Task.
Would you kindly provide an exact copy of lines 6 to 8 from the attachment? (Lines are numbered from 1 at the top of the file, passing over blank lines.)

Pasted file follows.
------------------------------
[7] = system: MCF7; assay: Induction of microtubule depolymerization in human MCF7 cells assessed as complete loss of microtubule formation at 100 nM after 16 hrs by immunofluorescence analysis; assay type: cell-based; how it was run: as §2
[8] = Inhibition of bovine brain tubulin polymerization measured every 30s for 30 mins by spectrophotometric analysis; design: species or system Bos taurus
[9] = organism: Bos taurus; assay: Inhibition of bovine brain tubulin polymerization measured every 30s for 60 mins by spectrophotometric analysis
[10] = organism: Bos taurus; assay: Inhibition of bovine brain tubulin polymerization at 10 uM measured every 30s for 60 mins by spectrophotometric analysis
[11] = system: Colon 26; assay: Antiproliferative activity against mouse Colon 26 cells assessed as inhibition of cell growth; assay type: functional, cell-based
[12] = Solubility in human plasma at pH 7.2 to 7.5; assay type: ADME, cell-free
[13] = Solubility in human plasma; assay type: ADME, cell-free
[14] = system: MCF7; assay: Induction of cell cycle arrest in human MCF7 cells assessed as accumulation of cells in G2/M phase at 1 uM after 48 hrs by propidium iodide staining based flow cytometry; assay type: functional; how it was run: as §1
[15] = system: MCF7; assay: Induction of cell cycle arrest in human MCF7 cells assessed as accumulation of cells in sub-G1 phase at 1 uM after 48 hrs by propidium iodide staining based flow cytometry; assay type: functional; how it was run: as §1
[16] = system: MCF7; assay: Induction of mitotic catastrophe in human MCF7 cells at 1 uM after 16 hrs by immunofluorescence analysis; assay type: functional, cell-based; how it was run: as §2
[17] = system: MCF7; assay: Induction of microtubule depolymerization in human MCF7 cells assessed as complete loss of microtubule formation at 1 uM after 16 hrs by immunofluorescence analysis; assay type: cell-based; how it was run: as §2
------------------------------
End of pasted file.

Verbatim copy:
[12] = Solubility in human plasma at pH 7.2 to 7.5; assay type: ADME, cell-free
[13] = Solubility in human plasma; assay type: ADME, cell-free
[14] = system: MCF7; assay: Induction of cell cycle arrest in human MCF7 cells assessed as accumulation of cells in G2/M phase at 1 uM after 48 hrs by propidium iodide staining based flow cytometry; assay type: functional; how it was run: as §1